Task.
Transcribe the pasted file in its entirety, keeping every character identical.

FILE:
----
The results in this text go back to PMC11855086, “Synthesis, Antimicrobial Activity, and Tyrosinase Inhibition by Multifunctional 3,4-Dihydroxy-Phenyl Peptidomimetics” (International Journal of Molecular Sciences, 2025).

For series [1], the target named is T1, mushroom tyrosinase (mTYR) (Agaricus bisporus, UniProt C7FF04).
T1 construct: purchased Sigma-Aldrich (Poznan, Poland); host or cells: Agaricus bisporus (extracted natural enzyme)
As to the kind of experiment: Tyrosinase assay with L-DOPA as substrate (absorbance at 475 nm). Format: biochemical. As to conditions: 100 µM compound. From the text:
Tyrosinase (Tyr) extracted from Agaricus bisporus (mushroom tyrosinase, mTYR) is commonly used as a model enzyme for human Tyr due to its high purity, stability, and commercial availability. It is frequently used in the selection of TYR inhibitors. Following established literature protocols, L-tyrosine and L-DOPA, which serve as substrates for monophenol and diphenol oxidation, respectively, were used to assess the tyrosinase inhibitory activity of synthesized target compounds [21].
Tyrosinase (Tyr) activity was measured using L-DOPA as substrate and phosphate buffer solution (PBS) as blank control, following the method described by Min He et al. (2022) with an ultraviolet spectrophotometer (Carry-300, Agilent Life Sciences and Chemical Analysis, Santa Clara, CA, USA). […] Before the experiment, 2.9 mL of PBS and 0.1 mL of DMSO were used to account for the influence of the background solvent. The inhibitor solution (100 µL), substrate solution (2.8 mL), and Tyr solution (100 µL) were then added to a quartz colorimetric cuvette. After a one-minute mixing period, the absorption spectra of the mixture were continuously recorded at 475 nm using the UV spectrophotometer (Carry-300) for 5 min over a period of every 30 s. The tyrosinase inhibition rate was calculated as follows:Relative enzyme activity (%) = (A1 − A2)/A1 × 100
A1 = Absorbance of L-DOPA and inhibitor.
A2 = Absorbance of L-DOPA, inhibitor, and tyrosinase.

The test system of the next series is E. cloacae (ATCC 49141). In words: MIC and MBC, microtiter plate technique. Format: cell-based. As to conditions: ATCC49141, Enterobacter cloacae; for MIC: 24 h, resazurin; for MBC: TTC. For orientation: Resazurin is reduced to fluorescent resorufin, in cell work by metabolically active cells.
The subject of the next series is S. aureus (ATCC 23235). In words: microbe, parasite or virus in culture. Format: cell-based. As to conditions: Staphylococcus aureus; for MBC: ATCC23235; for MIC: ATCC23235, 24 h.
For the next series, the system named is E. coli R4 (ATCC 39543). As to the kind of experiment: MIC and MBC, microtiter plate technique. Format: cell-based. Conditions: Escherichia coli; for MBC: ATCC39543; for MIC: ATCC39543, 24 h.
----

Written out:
The results in this text go back to PMC11855086, “Synthesis, Antimicrobial Activity, and Tyrosinase Inhibition by Multifunctional 3,4-Dihydroxy-Phenyl Peptidomimetics” (International Journal of Molecular Sciences, 2025).

For series [1], the target named is T1, mushroom tyrosinase (mTYR) (Agaricus bisporus, UniProt C7FF04).
T1 construct: purchased Sigma-Aldrich (Poznan, Poland); host or cells: Agaricus bisporus (extracted natural enzyme)
As to the kind of experiment: Tyrosinase assay with L-DOPA as substrate (absorbance at 475 nm). Format: biochemical. As to conditions: 100 µM compound. From the text:
Tyrosinase (Tyr) extracted from Agaricus bisporus (mushroom tyrosinase, mTYR) is commonly used as a model enzyme for human Tyr due to its high purity, stability, and commercial availability. It is frequently used in the selection of TYR inhibitors. Following established literature protocols, L-tyrosine and L-DOPA, which serve as substrates for monophenol and diphenol oxidation, respectively, were used to assess the tyrosinase inhibitory activity of synthesized target compounds [21].
Tyrosinase (Tyr) activity was measured using L-DOPA as substrate and phosphate buffer solution (PBS) as blank control, following the method described by Min He et al. (2022) with an ultraviolet spectrophotometer (Carry-300, Agilent Life Sciences and Chemical Analysis, Santa Clara, CA, USA). […] Before the experiment, 2.9 mL of PBS and 0.1 mL of DMSO were used to account for the influence of the background solvent. The inhibitor solution (100 µL), substrate solution (2.8 mL), and Tyr solution (100 µL) were then added to a quartz colorimetric cuvette. After a one-minute mixing period, the absorption spectra of the mixture were continuously recorded at 475 nm using the UV spectrophotometer (Carry-300) for 5 min over a period of every 30 s. The tyrosinase inhibition rate was calculated as follows:Relative enzyme activity (%) = (A1 − A2)/A1 × 100
A1 = Absorbance of L-DOPA and inhibitor.
A2 = Absorbance of L-DOPA, inhibitor, and tyrosinase.

The test system of the next series is E. cloacae (ATCC 49141). In words: MIC and MBC, microtiter plate technique. Format: cell-based. As to conditions: ATCC49141, Enterobacter cloacae; for MIC: 24 h, resazurin; for MBC: TTC. For orientation: Resazurin is reduced to fluorescent resorufin, in cell work by metabolically active cells.
The subject of the next series is S. aureus (ATCC 23235). In words: microbe, parasite or virus in culture. Format: cell-based. As to conditions: Staphylococcus aureus; for MBC: ATCC23235; for MIC: ATCC23235, 24 h.
For the next series, the system named is E. coli R4 (ATCC 39543). As to the kind of experiment: MIC and MBC, microtiter plate technique. Format: cell-based. Conditions: Escherichia coli; for MBC: ATCC39543; for MIC: ATCC39543, 24 h.